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Cobnut and Courgette Salad - Organic Box News 16th August, 2010

Mattby Matt, 7 yr ago in News
Comments | Tags: summer season, Box News, salad

Sante potatoes make their first appearance of the year. They’re a good all-rounder but likely to be a little firmer than usual in texture when dug this early. All the vegetables in this week’s boxes are UK grown; local beetroot, broccoli and lettuces; Tomatoes, courgettes and basil from Herefordshire. The basil should be useful for scattering on the tomatoes but also features in the following recipe, based on one in Yottam Ottolenghi’s marvellous new vegetarian cookbook ‘Plenty’. Many of his recipes have rather complex ingredients lists and this is one of the simplest, although when I tried it I couldn’t lay my hands on any cobnuts and had no hazelnut oil in the house; I used pine nuts and extra olive oil and it was delicious. I’m afraid you do need a griddle pan but it’s well worth acquiring one if just for cooking courgettes in the summer; it brings out their best qualities. Fresh Cobnuts should be arriving any day now, and are in season until mid September.


500g courgettes cut at an angle into 1cm thick slices.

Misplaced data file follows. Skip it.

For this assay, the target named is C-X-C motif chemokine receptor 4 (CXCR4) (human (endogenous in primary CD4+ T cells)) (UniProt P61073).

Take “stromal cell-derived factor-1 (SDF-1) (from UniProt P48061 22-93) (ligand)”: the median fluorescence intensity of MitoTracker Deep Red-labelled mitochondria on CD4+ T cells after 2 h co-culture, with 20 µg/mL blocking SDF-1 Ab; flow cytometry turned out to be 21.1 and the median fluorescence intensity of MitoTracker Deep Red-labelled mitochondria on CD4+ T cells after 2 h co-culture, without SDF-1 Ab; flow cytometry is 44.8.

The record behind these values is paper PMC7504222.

Fresh Cobnuts  id=40g shelled cobnuts (or try almonds or pine nuts), gently toasted in a dry pan and then lightly crushed.

2 tbsp olive oil, a drizzle of balsamic vinegar,

50g parmesan shavings,

1 tsp hazelnut oil,

salt and pepper,

25g basil leaves.

Toss the courgette slices in 1 tbsp olive oil. Heat a griddle pan and cook the courgettes in two batches, turning them over when they have distinctive black stripes but taking care not to let the flesh soften too much; they should stay quite crunchy. Place in a bowl and drizzle with a little balsamic vinegar. When cool mix in the remaining olive oil, the nuts and basil, and season with salt and pepper. Serve with the parmesan and hazelnut oil scattered on top.

If you appreciate the bright fresh flavour of an English apple you’ll be delighted that we have the first ‘Discovery’ apples in this week’s box. These early apples aren’t to everyone’s taste however, and if you like a richer flavour and firmer texture you’ll be happier in a month or so. Discovery apples don’t keep well and I’d recommend popping a few in the fridge; another tip is they make an excellent crumble with the blackberries that are ripening in the hedgerows. The English plums are ‘Purple Pershore’, a widely grown plum in the Worcester area and good for cooking.

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